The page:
Using a collection SNOM we have performed sub-wavelength characterisation of different PBG components within their operation bandwidth with tracking of the light propagating in the PC structures. We have directly mapped the light intensity distribution in a specially designed 50/50 Y-splitter, which is a key optical component in interferometers and multiplexers. SNOM images have been obtained for the TE- and TM- polarized light in the wavelength range 1425 – 1630 nm. It was found that the recorded intensity distributions exhibit highly wavelength (and polarization) dependent intensity variations along the propagation direction, especially around the fork and bend regions. By comparing the SNOM images recorded in and after the Y-splitter area, the features of light distribution were analysed. Similar investigations were also performed for other PCWs components including the PCW with a Z-bend and the wavelength selective directional coupler.

[1] J. D. Joannopoulos, P. R. Villeneuve, and S. Fan, Nature 386, 143 (1997).


Large-scale pulsed laser deposition
Nini Pryds, AFM, Jørgen Schou, OPL, and Søren Linderoth, AFM
Risø National Laboratory, DK-4000 Roskilde, Denmark
(AFM, Department of Materials Research; OPL, Department of Optics and Plasma Research)

e-mail: j.schou@risoe.dk

Pulsed laser deposition (PLD) is a unique method for producing thin films of materials of complicated stoichiometry, e.g. metal oxides or metal alloys. Risø National Laboratory has recently established a national facility for making films of large areas. With the present setup uniform films of thickness from a few nanometers up to 1000 nm can be produced on wafers of more than 100 mm of diameter. We have recently also got a grant for a RHEED (Reflected High-Energy Electron Diffraction) instrument which will allow us to produce sandwiches of multilayer films with sharp interfaces at the monolayer level as well as to control the growth rate, film thickness and to determine the lattice spacing.

Plume from a YSZ-target irradiated at 248 nm

Plume from a YSZ (yttria-stabilized zirconia) -target irradiated at 248 nm by a KrF-laser in a 0.1-mbar oxygen background gas during deposition of a YSZ-film on a Si wafer. The red triangle above the plume is the hot substrate 85 mm from the target.


Experimental determination of the transfer function of a collection near-field microscope
Ilya P. Radko, Sergey I. Bozhevolnyi
Department of Physics and Nanotechnology, Aalborg University, Skjernvej 4C, DK-9220 Aalborg Øst, Denmark

ilya@physics.aau.dk

The concept of transfer function plays an important role in any imaging technique. An amplitude transfer function for collection near-field optical microscopy relates the near-field amplitude and the amplitude of a mode guided in a probe fiber toward a detector. Here we present the results of experimental determination of the transfer function for a scanning near-field optical microscope operating in collection mode and, using reciprocity principle, for that operating in illumination mode. Data for propagating and evanescent plane-wave components are presented and compared with experimental and theoretical results available. We observe that, in general, the transfer functions determined for different probes and light polarizations exhibit rather complicated behavior. However, we find that one can approximate this behavior in the high spatial frequency range corresponding to the evanescent waves by an exponential fall-off associated with notion of an effective detection point situated inside a fiber tip, typically a fraction of the light wavelength away from its extremity.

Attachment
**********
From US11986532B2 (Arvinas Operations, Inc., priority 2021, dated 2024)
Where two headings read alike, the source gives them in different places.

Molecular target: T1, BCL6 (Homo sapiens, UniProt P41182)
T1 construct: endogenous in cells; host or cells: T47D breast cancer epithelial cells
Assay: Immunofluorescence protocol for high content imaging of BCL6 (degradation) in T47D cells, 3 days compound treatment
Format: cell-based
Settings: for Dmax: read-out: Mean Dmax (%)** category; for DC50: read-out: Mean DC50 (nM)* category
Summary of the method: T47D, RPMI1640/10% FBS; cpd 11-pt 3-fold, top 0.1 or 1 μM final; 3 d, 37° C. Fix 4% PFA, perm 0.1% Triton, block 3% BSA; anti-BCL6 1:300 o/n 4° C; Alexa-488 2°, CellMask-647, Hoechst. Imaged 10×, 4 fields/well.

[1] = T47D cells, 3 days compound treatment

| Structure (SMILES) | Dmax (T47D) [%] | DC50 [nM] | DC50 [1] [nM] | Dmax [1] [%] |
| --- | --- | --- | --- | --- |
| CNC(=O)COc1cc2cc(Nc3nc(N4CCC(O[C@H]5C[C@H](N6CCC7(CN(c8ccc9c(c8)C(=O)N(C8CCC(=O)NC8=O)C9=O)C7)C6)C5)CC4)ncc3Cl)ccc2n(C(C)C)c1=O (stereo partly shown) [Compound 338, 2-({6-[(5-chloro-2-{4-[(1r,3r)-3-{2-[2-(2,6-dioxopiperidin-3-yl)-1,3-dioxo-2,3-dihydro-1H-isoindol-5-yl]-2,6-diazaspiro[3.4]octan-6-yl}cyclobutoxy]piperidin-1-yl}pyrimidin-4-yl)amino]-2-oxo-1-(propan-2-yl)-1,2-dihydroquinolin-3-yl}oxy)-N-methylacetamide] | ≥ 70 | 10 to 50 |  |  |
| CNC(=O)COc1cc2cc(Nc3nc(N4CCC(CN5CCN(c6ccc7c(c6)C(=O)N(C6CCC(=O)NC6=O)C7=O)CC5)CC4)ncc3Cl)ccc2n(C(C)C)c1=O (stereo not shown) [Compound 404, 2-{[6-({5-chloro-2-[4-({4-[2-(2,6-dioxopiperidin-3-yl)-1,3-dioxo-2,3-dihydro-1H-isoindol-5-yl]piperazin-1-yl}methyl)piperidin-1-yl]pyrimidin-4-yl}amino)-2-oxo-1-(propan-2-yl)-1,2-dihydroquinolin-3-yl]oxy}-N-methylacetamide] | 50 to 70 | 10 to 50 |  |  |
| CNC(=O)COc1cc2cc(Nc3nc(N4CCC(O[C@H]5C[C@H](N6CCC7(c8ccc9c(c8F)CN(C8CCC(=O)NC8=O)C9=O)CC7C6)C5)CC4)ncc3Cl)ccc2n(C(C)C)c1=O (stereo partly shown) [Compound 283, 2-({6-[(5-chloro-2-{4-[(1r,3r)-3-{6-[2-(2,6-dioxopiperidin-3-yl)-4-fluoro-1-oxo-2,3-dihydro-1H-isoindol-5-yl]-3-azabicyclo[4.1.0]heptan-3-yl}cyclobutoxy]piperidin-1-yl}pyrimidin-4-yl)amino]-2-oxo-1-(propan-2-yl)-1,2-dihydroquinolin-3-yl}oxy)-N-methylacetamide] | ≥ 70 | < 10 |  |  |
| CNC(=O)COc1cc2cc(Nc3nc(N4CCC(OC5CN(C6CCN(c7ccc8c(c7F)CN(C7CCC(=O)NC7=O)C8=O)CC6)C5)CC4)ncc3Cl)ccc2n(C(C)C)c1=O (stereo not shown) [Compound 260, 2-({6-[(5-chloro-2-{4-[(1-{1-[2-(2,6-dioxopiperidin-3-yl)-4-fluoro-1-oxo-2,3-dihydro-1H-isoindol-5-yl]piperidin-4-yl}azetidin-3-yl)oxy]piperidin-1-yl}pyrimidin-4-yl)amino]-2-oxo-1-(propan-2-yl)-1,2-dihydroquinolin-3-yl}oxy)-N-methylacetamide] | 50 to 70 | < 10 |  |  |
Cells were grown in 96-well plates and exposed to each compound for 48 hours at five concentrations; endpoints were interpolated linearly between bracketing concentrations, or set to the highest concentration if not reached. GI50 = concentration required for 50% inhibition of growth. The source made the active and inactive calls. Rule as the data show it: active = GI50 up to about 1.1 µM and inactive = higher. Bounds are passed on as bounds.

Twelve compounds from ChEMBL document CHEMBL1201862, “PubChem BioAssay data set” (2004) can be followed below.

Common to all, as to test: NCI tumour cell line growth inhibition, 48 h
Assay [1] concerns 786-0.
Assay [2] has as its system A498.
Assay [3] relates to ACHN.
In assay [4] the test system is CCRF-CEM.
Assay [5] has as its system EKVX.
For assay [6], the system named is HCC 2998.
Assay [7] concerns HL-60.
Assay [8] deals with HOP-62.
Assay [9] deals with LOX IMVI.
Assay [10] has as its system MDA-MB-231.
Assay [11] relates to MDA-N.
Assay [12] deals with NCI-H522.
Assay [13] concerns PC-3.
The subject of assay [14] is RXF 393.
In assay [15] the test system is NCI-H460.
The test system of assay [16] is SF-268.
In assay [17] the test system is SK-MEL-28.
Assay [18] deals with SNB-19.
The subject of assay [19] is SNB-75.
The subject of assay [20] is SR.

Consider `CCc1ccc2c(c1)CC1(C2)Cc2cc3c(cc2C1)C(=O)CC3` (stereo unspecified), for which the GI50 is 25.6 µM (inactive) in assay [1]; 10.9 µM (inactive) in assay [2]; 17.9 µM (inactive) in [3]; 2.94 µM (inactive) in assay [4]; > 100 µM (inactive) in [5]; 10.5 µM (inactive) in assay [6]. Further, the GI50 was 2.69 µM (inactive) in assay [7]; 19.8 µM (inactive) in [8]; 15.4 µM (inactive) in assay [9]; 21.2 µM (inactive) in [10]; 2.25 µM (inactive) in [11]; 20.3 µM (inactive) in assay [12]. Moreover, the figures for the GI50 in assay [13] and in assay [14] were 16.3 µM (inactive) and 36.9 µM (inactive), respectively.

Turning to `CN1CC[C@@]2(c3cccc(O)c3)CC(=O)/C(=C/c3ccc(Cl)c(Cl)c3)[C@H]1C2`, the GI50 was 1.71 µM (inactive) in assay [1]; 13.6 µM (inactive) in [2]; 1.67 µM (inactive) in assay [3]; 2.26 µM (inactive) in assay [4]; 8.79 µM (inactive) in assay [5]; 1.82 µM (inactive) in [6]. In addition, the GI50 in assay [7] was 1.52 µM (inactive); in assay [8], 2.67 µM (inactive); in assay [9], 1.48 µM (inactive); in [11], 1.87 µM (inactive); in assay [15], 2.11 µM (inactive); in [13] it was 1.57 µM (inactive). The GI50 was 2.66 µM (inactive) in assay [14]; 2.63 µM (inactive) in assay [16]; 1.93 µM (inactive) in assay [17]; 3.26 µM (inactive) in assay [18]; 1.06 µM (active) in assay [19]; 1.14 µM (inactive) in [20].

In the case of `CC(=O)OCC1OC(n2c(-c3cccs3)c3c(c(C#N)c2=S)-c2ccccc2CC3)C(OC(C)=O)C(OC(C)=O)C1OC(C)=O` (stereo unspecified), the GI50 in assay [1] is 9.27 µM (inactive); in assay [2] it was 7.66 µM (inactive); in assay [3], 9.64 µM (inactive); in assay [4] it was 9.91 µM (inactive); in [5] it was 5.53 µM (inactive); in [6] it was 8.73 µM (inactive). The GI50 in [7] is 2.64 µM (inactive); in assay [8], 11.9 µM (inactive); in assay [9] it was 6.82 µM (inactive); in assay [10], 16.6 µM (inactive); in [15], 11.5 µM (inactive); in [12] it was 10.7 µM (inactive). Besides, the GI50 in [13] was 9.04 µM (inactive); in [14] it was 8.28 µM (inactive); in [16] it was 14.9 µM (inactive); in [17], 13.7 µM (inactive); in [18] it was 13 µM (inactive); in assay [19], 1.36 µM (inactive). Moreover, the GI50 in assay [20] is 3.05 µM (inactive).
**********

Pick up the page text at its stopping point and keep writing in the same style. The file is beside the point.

Massproduced polymer microoptics for cursor control sensor
Carsten Dam-Hansen, Henrik Pedersen, Jørgen Stubager, Michael Linde Jakobsen, Finn Pedersen, Henning Larsen and Steen G. Hanson
Risø National Laboratory, Optics and Plasma Research Department, 4000 Roskilde

and Jørgen Korsgaard
OPDI Technologies, Denmark


carsten.dam.hansen@risoe.dk

Miniaturized and cheap optical sensors can be facilitated if the optical functions can be integrated into a single element that can be massproduced by injection molding. Here we present a newly developed polymer optical element for an optical sensor to be used in an optical mouse. The element is double sided, one side with three millimetre sized refractive lenses and the other contains three micro optical lens arrays.

Nickel Shim

Nickel shim for production of microoptical element.

The microoptics side of the element is produced by direct laser writing using Risøs Nanoplotter. Master elements with the designed pitch, size and radii of curvature are produced in photoresist through accurate control over the writing parameters and topographical measurements. A nickel shim is produced by galvano-forming from the master element, and the shim is then used as the one side in the mould cavity. The process steps will be described and comparisons of surface topography measurements of the master, shim and polymer replica will be presented.


Michelson measures the wind
René Skov Hansen
Optics and Plasma Research dept., Risø National Laboratory, Frederiksborgvej 399, DK-4000 Roskilde, Denmark.


e-mail: rene.skov.hansen@risoe.dk

A demonstration system for a laser Doppler anemometer has been developed. The basic principle of the set-up is a Michelson interferometer where the airborne aerosols constitute one of the back-reflecting mirrors. The wind speed along the laser beam is determined from the time varying interference between the back-scattered light and the reference beam from the second arm in the Michelson interferometer. The frequency of the changes of the interference pattern to be detected is determined by the Doppler shift of the back-scattered light.

Heterodyne Detection